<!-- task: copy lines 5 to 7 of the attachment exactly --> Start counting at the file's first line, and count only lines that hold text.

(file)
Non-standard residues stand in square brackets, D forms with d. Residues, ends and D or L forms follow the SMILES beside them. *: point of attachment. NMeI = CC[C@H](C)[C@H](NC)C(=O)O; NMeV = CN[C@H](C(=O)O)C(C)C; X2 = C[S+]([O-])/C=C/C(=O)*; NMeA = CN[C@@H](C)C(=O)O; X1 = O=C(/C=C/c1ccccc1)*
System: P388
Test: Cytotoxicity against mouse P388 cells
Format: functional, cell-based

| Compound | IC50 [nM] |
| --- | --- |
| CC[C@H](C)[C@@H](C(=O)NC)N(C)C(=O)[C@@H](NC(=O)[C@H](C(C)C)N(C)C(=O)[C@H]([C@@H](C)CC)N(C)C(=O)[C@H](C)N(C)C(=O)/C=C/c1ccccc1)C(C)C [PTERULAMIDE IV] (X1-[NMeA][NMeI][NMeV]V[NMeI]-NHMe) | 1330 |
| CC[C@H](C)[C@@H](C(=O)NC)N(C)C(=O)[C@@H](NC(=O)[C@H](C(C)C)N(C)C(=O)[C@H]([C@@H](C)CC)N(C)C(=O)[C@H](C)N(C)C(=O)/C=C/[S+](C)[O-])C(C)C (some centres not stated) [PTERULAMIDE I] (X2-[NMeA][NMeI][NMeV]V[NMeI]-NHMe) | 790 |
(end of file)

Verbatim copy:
| Compound | IC50 [nM] |
| --- | --- |
| CC[C@H](C)[C@@H](C(=O)NC)N(C)C(=O)[C@@H](NC(=O)[C@H](C(C)C)N(C)C(=O)[C@H]([C@@H](C)CC)N(C)C(=O)[C@H](C)N(C)C(=O)/C=C/c1ccccc1)C(C)C [PTERULAMIDE IV] (X1-[NMeA][NMeI][NMeV]V[NMeI]-NHMe) | 1330 |